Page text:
WORKING WITH THE ARTIFACTS: IS THERE A BEST APPROACH TO THE TAKING OF EVIDENCE IN INTERNATIONAL ARBITRATION?
The growth of international arbitration in the past half-century has sparked various entreaties to harmonise practice and procedure as lawyers gathered as counsel and arbitrator amidst vying legal mores – the common law, adversarial system where party autonomy is key and the arbitrator is referee, and the civil law, inquisitorial system where the arbitrator is an active investigator. A key concern especially as it pertains to the evidentiary matters in international arbitration has been establishing rules of procedure to safeguard due process protocols. An entry point to this discussion is the United Nations Commission on International Trade Law’s (UNCITRAL’s) Model Law on International Commercial Arbitration introduced in 1985 with amendments adopted in 2006. Article 19 entitled ‘Determination of rules of procedure’ provides general parameters, with the parties free to agree on procedure, and failing that, the tribunal conducting proceedings as it deems appropriate and including the “power to determine the admissibility, relevance, materiality and weight of any evidence”. In turn, arbitral institutions have been equally deferential to flexibility of the process, party autonomy, and, as necessary, the arbitrator’s freedom to address evidence within administered (and even ad hoc) rules. Such flexibility of procedure permits gaps and questions as to best practices when matters are truly international and commercial and juxtaposed amidst the civil and common law traditions.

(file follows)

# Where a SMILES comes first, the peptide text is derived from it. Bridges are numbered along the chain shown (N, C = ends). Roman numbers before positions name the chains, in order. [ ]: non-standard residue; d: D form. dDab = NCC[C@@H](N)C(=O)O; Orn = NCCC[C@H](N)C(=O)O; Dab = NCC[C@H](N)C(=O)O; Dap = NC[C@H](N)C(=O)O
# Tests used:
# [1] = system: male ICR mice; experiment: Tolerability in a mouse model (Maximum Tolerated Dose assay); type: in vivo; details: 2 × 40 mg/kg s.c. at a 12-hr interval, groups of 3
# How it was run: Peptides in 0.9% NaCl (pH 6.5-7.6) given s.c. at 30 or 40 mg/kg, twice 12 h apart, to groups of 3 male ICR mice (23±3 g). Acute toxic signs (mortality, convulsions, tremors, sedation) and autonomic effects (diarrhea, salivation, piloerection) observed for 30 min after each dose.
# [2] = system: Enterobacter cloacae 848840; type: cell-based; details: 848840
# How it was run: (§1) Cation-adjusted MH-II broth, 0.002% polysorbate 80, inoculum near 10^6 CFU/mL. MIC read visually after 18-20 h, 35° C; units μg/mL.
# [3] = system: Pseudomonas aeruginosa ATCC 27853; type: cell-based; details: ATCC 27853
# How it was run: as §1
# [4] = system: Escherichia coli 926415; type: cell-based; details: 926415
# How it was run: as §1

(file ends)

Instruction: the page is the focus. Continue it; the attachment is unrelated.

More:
Oct-Dec 2018 issue
Arnold & Porter Kaye Scholer LLP
New York International Arbitration Center